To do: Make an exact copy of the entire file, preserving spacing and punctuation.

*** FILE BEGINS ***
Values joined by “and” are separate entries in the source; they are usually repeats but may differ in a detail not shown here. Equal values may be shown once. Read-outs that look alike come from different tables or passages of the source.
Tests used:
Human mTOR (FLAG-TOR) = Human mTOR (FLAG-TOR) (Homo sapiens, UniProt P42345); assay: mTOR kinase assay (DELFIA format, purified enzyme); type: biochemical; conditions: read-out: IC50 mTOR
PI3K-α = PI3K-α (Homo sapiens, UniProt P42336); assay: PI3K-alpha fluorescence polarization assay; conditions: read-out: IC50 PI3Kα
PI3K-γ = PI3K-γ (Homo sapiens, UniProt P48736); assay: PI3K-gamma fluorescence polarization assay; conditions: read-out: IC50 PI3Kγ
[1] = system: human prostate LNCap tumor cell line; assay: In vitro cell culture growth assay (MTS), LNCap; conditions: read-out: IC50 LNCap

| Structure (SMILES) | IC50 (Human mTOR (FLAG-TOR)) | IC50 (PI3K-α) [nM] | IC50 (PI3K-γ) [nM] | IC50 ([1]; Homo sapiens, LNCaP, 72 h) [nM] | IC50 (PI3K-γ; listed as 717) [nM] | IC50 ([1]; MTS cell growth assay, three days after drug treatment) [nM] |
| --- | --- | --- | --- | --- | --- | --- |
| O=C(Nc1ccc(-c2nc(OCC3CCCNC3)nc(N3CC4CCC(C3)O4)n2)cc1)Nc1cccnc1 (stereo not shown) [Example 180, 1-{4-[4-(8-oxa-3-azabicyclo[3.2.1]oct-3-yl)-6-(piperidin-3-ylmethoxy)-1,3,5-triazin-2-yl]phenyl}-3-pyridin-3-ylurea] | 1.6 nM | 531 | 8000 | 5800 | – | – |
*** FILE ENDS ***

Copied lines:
Values joined by “and” are separate entries in the source; they are usually repeats but may differ in a detail not shown here. Equal values may be shown once. Read-outs that look alike come from different tables or passages of the source.
Tests used:
Human mTOR (FLAG-TOR) = Human mTOR (FLAG-TOR) (Homo sapiens, UniProt P42345); assay: mTOR kinase assay (DELFIA format, purified enzyme); type: biochemical; conditions: read-out: IC50 mTOR
PI3K-α = PI3K-α (Homo sapiens, UniProt P42336); assay: PI3K-alpha fluorescence polarization assay; conditions: read-out: IC50 PI3Kα
PI3K-γ = PI3K-γ (Homo sapiens, UniProt P48736); assay: PI3K-gamma fluorescence polarization assay; conditions: read-out: IC50 PI3Kγ
[1] = system: human prostate LNCap tumor cell line; assay: In vitro cell culture growth assay (MTS), LNCap; conditions: read-out: IC50 LNCap

| Structure (SMILES) | IC50 (Human mTOR (FLAG-TOR)) | IC50 (PI3K-α) [nM] | IC50 (PI3K-γ) [nM] | IC50 ([1]; Homo sapiens, LNCaP, 72 h) [nM] | IC50 (PI3K-γ; listed as 717) [nM] | IC50 ([1]; MTS cell growth assay, three days after drug treatment) [nM] |
| --- | --- | --- | --- | --- | --- | --- |
| O=C(Nc1ccc(-c2nc(OCC3CCCNC3)nc(N3CC4CCC(C3)O4)n2)cc1)Nc1cccnc1 (stereo not shown) [Example 180, 1-{4-[4-(8-oxa-3-azabicyclo[3.2.1]oct-3-yl)-6-(piperidin-3-ylmethoxy)-1,3,5-triazin-2-yl]phenyl}-3-pyridin-3-ylurea] | 1.6 nM | 531 | 8000 | 5800 | – | – |